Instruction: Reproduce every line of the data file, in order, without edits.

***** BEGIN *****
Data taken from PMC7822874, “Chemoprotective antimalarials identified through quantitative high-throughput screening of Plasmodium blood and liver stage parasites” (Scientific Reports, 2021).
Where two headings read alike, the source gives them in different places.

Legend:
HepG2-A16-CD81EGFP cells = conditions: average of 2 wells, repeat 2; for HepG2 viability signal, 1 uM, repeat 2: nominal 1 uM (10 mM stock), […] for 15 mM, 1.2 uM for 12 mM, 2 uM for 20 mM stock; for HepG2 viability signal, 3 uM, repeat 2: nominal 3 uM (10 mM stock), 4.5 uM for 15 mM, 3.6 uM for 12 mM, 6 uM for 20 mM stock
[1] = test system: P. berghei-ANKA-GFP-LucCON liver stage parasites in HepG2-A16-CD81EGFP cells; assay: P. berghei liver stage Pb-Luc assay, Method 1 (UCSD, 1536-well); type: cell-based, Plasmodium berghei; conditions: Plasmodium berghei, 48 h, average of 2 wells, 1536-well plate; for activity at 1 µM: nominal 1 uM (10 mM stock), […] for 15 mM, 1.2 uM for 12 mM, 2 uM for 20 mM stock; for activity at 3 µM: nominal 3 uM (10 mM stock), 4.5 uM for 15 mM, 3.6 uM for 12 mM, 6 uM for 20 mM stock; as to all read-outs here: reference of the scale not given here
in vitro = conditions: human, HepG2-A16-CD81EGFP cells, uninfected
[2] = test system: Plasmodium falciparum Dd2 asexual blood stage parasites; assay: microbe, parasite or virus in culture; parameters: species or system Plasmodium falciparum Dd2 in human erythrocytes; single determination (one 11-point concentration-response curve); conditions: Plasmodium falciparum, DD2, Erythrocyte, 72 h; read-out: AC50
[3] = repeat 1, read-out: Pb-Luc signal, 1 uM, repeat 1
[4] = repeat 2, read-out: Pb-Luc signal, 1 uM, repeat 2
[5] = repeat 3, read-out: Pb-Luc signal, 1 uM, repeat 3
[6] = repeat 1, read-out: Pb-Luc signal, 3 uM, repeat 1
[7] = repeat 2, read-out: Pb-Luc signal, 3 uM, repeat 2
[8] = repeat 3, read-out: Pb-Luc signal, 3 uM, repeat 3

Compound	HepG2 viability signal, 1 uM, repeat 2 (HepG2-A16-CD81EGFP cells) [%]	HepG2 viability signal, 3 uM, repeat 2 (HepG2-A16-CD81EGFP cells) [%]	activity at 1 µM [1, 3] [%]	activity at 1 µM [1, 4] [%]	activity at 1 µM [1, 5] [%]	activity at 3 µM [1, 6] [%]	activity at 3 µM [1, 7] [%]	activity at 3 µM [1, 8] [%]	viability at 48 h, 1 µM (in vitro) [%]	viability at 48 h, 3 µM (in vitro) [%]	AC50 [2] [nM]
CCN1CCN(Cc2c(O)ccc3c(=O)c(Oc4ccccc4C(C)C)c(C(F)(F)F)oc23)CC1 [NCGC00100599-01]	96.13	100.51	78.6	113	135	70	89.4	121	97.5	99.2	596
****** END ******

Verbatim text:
Data taken from PMC7822874, “Chemoprotective antimalarials identified through quantitative high-throughput screening of Plasmodium blood and liver stage parasites” (Scientific Reports, 2021).
Where two headings read alike, the source gives them in different places.

Legend:
HepG2-A16-CD81EGFP cells = conditions: average of 2 wells, repeat 2; for HepG2 viability signal, 1 uM, repeat 2: nominal 1 uM (10 mM stock), […] for 15 mM, 1.2 uM for 12 mM, 2 uM for 20 mM stock; for HepG2 viability signal, 3 uM, repeat 2: nominal 3 uM (10 mM stock), 4.5 uM for 15 mM, 3.6 uM for 12 mM, 6 uM for 20 mM stock
[1] = test system: P. berghei-ANKA-GFP-LucCON liver stage parasites in HepG2-A16-CD81EGFP cells; assay: P. berghei liver stage Pb-Luc assay, Method 1 (UCSD, 1536-well); type: cell-based, Plasmodium berghei; conditions: Plasmodium berghei, 48 h, average of 2 wells, 1536-well plate; for activity at 1 µM: nominal 1 uM (10 mM stock), […] for 15 mM, 1.2 uM for 12 mM, 2 uM for 20 mM stock; for activity at 3 µM: nominal 3 uM (10 mM stock), 4.5 uM for 15 mM, 3.6 uM for 12 mM, 6 uM for 20 mM stock; as to all read-outs here: reference of the scale not given here
in vitro = conditions: human, HepG2-A16-CD81EGFP cells, uninfected
[2] = test system: Plasmodium falciparum Dd2 asexual blood stage parasites; assay: microbe, parasite or virus in culture; parameters: species or system Plasmodium falciparum Dd2 in human erythrocytes; single determination (one 11-point concentration-response curve); conditions: Plasmodium falciparum, DD2, Erythrocyte, 72 h; read-out: AC50
[3] = repeat 1, read-out: Pb-Luc signal, 1 uM, repeat 1
[4] = repeat 2, read-out: Pb-Luc signal, 1 uM, repeat 2
[5] = repeat 3, read-out: Pb-Luc signal, 1 uM, repeat 3
[6] = repeat 1, read-out: Pb-Luc signal, 3 uM, repeat 1
[7] = repeat 2, read-out: Pb-Luc signal, 3 uM, repeat 2
[8] = repeat 3, read-out: Pb-Luc signal, 3 uM, repeat 3

Compound	HepG2 viability signal, 1 uM, repeat 2 (HepG2-A16-CD81EGFP cells) [%]	HepG2 viability signal, 3 uM, repeat 2 (HepG2-A16-CD81EGFP cells) [%]	activity at 1 µM [1, 3] [%]	activity at 1 µM [1, 4] [%]	activity at 1 µM [1, 5] [%]	activity at 3 µM [1, 6] [%]	activity at 3 µM [1, 7] [%]	activity at 3 µM [1, 8] [%]	viability at 48 h, 1 µM (in vitro) [%]	viability at 48 h, 3 µM (in vitro) [%]	AC50 [2] [nM]
CCN1CCN(Cc2c(O)ccc3c(=O)c(Oc4ccccc4C(C)C)c(C(F)(F)F)oc23)CC1 [NCGC00100599-01]	96.13	100.51	78.6	113	135	70	89.4	121	97.5	99.2	596